I sometimes think that working in PR is a bit like driving a bullet train – speeding at 200 mph, needing your wits about you, a bit risky – and one heck of a ride.
But with new routes being added to the train map recently (think social media and other digital tools), and more destinations appearing all the time, what happens when you need to jump off this high speed train for a bit – or a lot in my case?
I’m back in full time work now after having three gorgeous boys in quick succession. In the space of five years, I spent a whopping 2 and-a-half years out of the workplace (not all in one go, but almost) – while that bullet train continued to hurtle along on its journey.
Each time I jumped back onto the PR train I found the pace of change shockingly noticeable.
For the most part, it’s exciting – dare I say exhilarating – to witness the explosion of different ways to communicate with people and getting to grips with the opportunities and benefits they bring to an organisation.
But when you’re the one managing a PR/marketing team and you’ve been out of the game a long time, it can also feel unsettling sometimes – having to learn your Vine from your Vimeo, your Buffer from your bit-ly.
So, how do you play catch up and get your mojo back, when the world seems to have moved on without you?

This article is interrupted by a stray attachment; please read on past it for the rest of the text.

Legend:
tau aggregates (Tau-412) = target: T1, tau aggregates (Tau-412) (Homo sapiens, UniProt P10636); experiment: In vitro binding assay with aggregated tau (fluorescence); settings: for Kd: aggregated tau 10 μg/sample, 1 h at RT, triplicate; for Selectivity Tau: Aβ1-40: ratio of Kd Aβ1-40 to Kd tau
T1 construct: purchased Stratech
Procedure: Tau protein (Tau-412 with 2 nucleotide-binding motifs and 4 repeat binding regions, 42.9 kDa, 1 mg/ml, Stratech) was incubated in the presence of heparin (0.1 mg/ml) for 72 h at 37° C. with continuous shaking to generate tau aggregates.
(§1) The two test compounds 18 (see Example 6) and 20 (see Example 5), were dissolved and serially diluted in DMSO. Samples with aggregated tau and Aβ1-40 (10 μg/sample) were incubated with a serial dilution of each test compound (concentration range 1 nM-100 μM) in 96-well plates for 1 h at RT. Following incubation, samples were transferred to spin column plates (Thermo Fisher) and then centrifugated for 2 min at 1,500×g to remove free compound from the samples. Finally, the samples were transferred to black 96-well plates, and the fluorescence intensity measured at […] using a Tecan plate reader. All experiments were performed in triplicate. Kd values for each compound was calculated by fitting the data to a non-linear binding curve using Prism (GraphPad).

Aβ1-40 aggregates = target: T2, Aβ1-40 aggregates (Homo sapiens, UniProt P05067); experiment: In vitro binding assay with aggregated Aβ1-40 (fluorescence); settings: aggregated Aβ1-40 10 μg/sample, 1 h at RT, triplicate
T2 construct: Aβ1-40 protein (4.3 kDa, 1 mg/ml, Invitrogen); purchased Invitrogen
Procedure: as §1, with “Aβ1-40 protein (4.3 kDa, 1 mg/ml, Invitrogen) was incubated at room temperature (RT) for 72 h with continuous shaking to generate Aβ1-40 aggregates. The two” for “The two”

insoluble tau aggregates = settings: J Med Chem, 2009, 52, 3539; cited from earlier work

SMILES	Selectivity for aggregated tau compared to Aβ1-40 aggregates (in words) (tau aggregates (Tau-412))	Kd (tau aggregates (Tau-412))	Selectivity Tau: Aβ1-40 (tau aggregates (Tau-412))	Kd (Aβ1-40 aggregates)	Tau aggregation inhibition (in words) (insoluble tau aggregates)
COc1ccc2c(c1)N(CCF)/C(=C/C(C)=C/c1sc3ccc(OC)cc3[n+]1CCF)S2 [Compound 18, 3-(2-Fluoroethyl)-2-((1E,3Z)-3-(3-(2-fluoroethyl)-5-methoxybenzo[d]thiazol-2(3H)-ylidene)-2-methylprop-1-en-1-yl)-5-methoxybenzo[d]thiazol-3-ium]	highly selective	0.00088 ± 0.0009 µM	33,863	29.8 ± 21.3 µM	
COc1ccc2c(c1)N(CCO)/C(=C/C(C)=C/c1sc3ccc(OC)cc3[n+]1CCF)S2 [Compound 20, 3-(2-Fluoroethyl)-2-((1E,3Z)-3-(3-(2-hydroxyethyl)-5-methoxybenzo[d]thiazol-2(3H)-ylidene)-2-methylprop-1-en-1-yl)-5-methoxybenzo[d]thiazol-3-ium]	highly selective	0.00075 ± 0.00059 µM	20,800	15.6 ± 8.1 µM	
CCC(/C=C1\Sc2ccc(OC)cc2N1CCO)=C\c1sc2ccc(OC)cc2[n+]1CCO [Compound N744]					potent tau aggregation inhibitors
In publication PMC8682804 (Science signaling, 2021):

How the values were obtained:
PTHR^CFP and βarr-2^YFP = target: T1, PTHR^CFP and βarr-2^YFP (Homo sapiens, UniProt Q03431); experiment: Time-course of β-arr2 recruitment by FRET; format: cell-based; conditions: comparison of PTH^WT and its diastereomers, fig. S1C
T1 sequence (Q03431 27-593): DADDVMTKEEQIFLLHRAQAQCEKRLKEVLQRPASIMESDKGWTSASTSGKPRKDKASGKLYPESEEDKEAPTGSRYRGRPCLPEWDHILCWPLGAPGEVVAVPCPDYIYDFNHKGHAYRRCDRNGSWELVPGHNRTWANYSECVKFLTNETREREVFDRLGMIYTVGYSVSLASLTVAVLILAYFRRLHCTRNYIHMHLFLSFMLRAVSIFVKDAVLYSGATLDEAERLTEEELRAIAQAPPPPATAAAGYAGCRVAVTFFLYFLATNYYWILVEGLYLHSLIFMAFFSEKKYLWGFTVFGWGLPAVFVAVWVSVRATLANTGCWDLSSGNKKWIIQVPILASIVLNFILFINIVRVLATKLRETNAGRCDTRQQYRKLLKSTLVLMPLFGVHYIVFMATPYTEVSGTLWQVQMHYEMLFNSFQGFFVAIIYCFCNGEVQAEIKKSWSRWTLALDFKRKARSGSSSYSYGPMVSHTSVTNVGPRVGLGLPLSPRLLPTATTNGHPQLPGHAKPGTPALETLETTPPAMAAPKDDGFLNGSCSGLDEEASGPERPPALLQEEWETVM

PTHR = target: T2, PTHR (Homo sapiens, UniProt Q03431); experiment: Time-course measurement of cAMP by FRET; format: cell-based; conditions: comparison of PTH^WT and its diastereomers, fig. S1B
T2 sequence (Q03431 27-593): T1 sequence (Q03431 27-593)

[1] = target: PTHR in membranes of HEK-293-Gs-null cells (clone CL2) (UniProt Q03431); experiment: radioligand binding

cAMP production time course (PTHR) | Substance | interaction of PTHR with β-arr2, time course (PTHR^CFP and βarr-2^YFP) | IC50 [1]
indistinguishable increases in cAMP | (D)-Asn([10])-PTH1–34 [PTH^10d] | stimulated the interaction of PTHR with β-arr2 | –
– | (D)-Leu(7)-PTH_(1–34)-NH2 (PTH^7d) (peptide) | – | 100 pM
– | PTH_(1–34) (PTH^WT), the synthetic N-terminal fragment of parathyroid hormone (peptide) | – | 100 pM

Here are a few things I’ve found helpful along the way:
- Be ruthlessly focused in your up-skilling
Get up to speed in the areas you’re unfamiliar with – and fast – particularly if you’re planning on going off on maternity leave again in the future. I’ve made a point of focusing my CPD activities on new tactical areas – such as social media, online video, and how to evaluate these new networks.
The CIPR CPD scheme is excellent, with loads of resources to access for members. The Government Communications Service has also been an invaluable resource to me and they have recently made a lot of their material publically available to all.
- Use Twitter as a resource tool
Make sure you’re following some key twitter influencers – particularly in fields you need to know more about. Some great people are @helreynolds and @muddywall for social media expertise; @allthingsIC and @theICrowd for internal communications and @comms2point0 and @danslee for general communications enlightenment.
- Get a mentor
I was gutted to have missed the deadline to apply for the PRweekmentoring scheme for women, which looks excellent (they may well do one next year, if this year is a success). But, there are other avenues you can pursue.
But it doesn’t have to be a formal arrangement. You could just find someone more experienced than you, from your own network, to offer a listening ear and advice along the way.
- Delegate and learn from your team
You can’t do it all and are not expected to – you’re leading a team remember – and your team has stayed on that train while you disembarked, so you can learn loads from them.
- Find inspiration and draw strength from others
- Relax and enjoy the changes
Finally, never forget that while some of the tactics may have changed, the fundamental principles of PR and marketing still apply – and that is something you are very familiar with. Success is all about having clear objectives and strategy, some great activities in place to implement those plans and then evaluating your outcomes. You’re great at that – you just have more weapons in your armoury now.
Photos (creative commons)
1) Our Shinkansen to Hakone by Su-May
2) Tea towel for ma by My SuperTuesday